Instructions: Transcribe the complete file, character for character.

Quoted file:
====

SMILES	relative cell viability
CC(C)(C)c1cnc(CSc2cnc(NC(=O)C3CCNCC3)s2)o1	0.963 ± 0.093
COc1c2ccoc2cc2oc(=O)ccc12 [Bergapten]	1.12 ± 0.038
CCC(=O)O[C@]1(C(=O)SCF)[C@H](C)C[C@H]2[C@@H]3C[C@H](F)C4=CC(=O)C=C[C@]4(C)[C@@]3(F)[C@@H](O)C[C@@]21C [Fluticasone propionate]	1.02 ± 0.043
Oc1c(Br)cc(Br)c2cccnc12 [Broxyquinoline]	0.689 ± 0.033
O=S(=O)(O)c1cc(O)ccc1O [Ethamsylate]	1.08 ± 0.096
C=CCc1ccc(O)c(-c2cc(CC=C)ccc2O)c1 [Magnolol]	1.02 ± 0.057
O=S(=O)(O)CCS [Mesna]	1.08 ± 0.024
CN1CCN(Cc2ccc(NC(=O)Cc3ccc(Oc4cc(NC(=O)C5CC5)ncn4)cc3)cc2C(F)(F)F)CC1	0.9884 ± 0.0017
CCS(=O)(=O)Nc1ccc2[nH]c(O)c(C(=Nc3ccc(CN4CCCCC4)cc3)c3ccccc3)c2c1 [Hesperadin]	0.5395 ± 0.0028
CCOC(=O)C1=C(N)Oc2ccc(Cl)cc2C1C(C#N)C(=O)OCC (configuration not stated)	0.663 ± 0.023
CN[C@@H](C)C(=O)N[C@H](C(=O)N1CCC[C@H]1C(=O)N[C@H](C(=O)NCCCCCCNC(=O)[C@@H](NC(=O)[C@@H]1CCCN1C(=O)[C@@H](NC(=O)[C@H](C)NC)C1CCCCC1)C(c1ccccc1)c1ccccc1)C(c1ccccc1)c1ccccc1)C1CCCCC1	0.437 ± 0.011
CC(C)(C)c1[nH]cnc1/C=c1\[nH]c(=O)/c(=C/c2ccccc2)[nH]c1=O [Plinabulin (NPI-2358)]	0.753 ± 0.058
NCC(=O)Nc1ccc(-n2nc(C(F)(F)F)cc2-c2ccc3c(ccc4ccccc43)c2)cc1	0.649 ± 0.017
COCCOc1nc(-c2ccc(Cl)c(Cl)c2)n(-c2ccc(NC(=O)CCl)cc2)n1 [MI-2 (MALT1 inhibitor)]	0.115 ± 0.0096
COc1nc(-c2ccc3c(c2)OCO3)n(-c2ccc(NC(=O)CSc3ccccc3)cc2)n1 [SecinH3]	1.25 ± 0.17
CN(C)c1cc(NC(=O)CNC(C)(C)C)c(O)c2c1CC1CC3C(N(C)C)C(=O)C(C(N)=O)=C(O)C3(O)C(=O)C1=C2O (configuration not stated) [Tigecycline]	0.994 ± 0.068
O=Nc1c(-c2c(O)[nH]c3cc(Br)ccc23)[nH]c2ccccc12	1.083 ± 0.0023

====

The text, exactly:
SMILES	relative cell viability
CC(C)(C)c1cnc(CSc2cnc(NC(=O)C3CCNCC3)s2)o1	0.963 ± 0.093
COc1c2ccoc2cc2oc(=O)ccc12 [Bergapten]	1.12 ± 0.038
CCC(=O)O[C@]1(C(=O)SCF)[C@H](C)C[C@H]2[C@@H]3C[C@H](F)C4=CC(=O)C=C[C@]4(C)[C@@]3(F)[C@@H](O)C[C@@]21C [Fluticasone propionate]	1.02 ± 0.043
Oc1c(Br)cc(Br)c2cccnc12 [Broxyquinoline]	0.689 ± 0.033
O=S(=O)(O)c1cc(O)ccc1O [Ethamsylate]	1.08 ± 0.096
C=CCc1ccc(O)c(-c2cc(CC=C)ccc2O)c1 [Magnolol]	1.02 ± 0.057
O=S(=O)(O)CCS [Mesna]	1.08 ± 0.024
CN1CCN(Cc2ccc(NC(=O)Cc3ccc(Oc4cc(NC(=O)C5CC5)ncn4)cc3)cc2C(F)(F)F)CC1	0.9884 ± 0.0017
CCS(=O)(=O)Nc1ccc2[nH]c(O)c(C(=Nc3ccc(CN4CCCCC4)cc3)c3ccccc3)c2c1 [Hesperadin]	0.5395 ± 0.0028
CCOC(=O)C1=C(N)Oc2ccc(Cl)cc2C1C(C#N)C(=O)OCC (configuration not stated)	0.663 ± 0.023
CN[C@@H](C)C(=O)N[C@H](C(=O)N1CCC[C@H]1C(=O)N[C@H](C(=O)NCCCCCCNC(=O)[C@@H](NC(=O)[C@@H]1CCCN1C(=O)[C@@H](NC(=O)[C@H](C)NC)C1CCCCC1)C(c1ccccc1)c1ccccc1)C(c1ccccc1)c1ccccc1)C1CCCCC1	0.437 ± 0.011
CC(C)(C)c1[nH]cnc1/C=c1\[nH]c(=O)/c(=C/c2ccccc2)[nH]c1=O [Plinabulin (NPI-2358)]	0.753 ± 0.058
NCC(=O)Nc1ccc(-n2nc(C(F)(F)F)cc2-c2ccc3c(ccc4ccccc43)c2)cc1	0.649 ± 0.017
COCCOc1nc(-c2ccc(Cl)c(Cl)c2)n(-c2ccc(NC(=O)CCl)cc2)n1 [MI-2 (MALT1 inhibitor)]	0.115 ± 0.0096
COc1nc(-c2ccc3c(c2)OCO3)n(-c2ccc(NC(=O)CSc3ccccc3)cc2)n1 [SecinH3]	1.25 ± 0.17
CN(C)c1cc(NC(=O)CNC(C)(C)C)c(O)c2c1CC1CC3C(N(C)C)C(=O)C(C(N)=O)=C(O)C3(O)C(=O)C1=C2O (configuration not stated) [Tigecycline]	0.994 ± 0.068
O=Nc1c(-c2c(O)[nH]c3cc(Br)ccc23)[nH]c2ccccc12	1.083 ± 0.0023